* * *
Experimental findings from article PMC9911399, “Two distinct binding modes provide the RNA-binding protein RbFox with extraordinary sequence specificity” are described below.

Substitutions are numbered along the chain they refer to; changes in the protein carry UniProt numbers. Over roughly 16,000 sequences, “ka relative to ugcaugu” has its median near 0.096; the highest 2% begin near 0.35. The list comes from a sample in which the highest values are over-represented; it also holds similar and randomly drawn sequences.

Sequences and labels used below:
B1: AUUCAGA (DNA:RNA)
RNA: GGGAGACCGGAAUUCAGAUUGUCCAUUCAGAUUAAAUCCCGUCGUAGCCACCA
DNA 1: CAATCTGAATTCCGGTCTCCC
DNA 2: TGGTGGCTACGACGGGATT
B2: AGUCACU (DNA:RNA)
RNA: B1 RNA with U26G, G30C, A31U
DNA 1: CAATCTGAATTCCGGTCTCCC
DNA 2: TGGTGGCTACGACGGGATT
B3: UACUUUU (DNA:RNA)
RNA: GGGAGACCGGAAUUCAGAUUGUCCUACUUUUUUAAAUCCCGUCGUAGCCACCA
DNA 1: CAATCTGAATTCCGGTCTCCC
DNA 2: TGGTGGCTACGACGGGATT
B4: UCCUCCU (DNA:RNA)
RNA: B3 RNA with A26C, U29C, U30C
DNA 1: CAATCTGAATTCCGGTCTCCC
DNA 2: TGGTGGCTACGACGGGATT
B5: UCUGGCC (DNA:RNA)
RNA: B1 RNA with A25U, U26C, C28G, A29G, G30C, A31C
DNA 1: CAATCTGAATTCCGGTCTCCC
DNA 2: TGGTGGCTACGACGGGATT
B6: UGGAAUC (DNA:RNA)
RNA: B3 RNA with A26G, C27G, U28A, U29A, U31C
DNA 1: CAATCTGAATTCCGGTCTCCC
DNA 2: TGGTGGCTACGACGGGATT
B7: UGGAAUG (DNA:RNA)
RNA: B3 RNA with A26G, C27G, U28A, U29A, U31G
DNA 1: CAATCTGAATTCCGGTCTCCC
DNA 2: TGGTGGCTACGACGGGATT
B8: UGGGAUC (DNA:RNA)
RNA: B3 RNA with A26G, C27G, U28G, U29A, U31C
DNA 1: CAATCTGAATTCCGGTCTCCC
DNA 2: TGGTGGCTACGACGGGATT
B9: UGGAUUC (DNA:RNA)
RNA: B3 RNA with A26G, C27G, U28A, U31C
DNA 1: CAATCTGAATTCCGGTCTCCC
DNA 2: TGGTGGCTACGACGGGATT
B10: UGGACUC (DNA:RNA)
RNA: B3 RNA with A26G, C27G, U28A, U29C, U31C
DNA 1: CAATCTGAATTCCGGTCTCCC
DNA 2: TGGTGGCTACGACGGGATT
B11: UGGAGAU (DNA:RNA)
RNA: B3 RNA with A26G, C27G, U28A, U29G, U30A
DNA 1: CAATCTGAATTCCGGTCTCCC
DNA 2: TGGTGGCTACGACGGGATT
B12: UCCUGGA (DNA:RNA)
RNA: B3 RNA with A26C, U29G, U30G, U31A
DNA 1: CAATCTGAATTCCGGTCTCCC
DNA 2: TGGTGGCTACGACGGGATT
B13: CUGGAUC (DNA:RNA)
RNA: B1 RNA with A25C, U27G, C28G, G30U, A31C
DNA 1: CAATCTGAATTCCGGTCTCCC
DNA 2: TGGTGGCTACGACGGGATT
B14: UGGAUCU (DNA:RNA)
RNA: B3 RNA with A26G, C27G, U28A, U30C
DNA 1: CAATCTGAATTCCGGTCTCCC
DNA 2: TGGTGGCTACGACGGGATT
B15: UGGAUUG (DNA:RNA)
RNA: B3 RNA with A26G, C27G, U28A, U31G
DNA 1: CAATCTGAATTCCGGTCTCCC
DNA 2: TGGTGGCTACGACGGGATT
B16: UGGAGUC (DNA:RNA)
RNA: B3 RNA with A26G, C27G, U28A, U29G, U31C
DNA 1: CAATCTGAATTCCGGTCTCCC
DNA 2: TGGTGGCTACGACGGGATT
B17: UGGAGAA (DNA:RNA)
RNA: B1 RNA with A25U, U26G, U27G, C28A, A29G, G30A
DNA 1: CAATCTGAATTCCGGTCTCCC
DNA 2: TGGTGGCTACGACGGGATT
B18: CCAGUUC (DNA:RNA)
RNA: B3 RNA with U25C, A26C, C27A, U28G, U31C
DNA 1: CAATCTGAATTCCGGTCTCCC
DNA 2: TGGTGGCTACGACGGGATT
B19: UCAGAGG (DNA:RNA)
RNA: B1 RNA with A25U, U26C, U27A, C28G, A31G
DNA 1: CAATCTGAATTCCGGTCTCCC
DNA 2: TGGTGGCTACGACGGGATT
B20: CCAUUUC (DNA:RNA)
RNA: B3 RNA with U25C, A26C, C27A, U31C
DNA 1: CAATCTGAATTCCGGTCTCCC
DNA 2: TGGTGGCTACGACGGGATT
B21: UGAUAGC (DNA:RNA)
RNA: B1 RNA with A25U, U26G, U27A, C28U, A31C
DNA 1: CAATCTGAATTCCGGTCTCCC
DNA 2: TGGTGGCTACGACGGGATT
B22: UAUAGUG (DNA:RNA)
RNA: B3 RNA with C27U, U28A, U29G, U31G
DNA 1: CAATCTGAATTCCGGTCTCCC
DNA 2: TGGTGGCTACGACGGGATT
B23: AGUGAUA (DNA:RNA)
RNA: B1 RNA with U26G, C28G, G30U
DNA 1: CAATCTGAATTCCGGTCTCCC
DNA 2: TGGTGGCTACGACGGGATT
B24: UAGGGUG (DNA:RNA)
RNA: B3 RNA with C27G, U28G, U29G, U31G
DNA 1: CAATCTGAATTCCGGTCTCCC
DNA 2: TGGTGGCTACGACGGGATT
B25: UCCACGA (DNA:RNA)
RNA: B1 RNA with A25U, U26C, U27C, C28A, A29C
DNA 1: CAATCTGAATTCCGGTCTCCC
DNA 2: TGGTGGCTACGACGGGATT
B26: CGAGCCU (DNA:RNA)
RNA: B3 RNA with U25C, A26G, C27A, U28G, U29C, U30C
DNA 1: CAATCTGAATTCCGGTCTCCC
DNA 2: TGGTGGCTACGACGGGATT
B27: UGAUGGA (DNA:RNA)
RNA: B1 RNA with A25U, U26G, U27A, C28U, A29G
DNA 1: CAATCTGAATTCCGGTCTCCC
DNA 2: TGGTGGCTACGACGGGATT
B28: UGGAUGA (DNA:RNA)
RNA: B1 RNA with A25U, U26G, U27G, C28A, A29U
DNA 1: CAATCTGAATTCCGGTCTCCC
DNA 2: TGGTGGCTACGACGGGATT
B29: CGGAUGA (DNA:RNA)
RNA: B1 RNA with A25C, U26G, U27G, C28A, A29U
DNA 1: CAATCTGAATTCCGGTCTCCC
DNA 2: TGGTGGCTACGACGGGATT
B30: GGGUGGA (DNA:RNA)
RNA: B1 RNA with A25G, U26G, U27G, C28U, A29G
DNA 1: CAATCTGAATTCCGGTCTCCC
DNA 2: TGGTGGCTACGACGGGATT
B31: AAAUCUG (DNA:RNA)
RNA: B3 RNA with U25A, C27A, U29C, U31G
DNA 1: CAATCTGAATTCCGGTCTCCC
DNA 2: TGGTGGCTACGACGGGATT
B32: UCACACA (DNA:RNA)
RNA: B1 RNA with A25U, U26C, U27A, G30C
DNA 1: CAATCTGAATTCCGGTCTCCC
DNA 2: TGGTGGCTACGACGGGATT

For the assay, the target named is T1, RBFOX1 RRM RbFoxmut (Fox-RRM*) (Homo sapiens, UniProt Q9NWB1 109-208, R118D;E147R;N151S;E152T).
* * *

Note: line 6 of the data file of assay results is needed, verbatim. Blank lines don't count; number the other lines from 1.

DNA 1: CAATCTGAATTCCGGTCTCCC